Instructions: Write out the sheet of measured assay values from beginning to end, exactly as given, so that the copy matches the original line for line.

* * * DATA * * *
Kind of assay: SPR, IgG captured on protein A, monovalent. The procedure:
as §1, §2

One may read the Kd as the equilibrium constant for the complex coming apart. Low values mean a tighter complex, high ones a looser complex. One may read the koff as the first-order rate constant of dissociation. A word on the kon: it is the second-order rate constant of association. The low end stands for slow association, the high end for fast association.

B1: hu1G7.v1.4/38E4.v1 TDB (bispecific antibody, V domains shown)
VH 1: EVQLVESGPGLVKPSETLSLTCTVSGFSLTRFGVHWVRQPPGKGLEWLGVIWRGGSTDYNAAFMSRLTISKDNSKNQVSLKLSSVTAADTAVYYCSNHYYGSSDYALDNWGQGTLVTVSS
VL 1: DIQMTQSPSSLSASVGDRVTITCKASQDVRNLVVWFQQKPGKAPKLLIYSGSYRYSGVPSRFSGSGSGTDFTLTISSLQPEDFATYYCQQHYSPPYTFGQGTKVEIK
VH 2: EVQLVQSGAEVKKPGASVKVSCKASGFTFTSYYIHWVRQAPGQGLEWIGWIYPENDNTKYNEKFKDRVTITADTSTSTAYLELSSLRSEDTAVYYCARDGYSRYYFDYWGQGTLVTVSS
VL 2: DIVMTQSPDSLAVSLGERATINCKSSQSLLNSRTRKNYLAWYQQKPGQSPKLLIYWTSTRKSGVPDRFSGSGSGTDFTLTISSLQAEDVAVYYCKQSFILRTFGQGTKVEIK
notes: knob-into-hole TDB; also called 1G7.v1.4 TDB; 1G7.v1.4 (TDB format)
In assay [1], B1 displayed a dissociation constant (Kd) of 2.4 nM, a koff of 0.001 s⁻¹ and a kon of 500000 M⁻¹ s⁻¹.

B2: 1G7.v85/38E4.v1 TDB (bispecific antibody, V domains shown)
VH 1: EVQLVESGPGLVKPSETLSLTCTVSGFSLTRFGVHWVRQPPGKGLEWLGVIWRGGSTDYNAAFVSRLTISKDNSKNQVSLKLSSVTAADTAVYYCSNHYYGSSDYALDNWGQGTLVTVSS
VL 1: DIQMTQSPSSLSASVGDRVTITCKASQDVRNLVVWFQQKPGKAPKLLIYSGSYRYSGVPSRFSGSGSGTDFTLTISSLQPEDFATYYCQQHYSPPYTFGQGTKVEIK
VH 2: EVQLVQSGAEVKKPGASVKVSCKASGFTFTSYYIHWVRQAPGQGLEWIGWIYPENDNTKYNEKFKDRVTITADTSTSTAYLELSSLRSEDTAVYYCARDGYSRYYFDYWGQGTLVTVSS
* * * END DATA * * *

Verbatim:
Kind of assay: SPR, IgG captured on protein A, monovalent. The procedure:
as §1, §2

One may read the Kd as the equilibrium constant for the complex coming apart. Low values mean a tighter complex, high ones a looser complex. One may read the koff as the first-order rate constant of dissociation. A word on the kon: it is the second-order rate constant of association. The low end stands for slow association, the high end for fast association.

B1: hu1G7.v1.4/38E4.v1 TDB (bispecific antibody, V domains shown)
VH 1: EVQLVESGPGLVKPSETLSLTCTVSGFSLTRFGVHWVRQPPGKGLEWLGVIWRGGSTDYNAAFMSRLTISKDNSKNQVSLKLSSVTAADTAVYYCSNHYYGSSDYALDNWGQGTLVTVSS
VL 1: DIQMTQSPSSLSASVGDRVTITCKASQDVRNLVVWFQQKPGKAPKLLIYSGSYRYSGVPSRFSGSGSGTDFTLTISSLQPEDFATYYCQQHYSPPYTFGQGTKVEIK
VH 2: EVQLVQSGAEVKKPGASVKVSCKASGFTFTSYYIHWVRQAPGQGLEWIGWIYPENDNTKYNEKFKDRVTITADTSTSTAYLELSSLRSEDTAVYYCARDGYSRYYFDYWGQGTLVTVSS
VL 2: DIVMTQSPDSLAVSLGERATINCKSSQSLLNSRTRKNYLAWYQQKPGQSPKLLIYWTSTRKSGVPDRFSGSGSGTDFTLTISSLQAEDVAVYYCKQSFILRTFGQGTKVEIK
notes: knob-into-hole TDB; also called 1G7.v1.4 TDB; 1G7.v1.4 (TDB format)
In assay [1], B1 displayed a dissociation constant (Kd) of 2.4 nM, a koff of 0.001 s⁻¹ and a kon of 500000 M⁻¹ s⁻¹.

B2: 1G7.v85/38E4.v1 TDB (bispecific antibody, V domains shown)
VH 1: EVQLVESGPGLVKPSETLSLTCTVSGFSLTRFGVHWVRQPPGKGLEWLGVIWRGGSTDYNAAFVSRLTISKDNSKNQVSLKLSSVTAADTAVYYCSNHYYGSSDYALDNWGQGTLVTVSS
VL 1: DIQMTQSPSSLSASVGDRVTITCKASQDVRNLVVWFQQKPGKAPKLLIYSGSYRYSGVPSRFSGSGSGTDFTLTISSLQPEDFATYYCQQHYSPPYTFGQGTKVEIK
VH 2: EVQLVQSGAEVKKPGASVKVSCKASGFTFTSYYIHWVRQAPGQGLEWIGWIYPENDNTKYNEKFKDRVTITADTSTSTAYLELSSLRSEDTAVYYCARDGYSRYYFDYWGQGTLVTVSS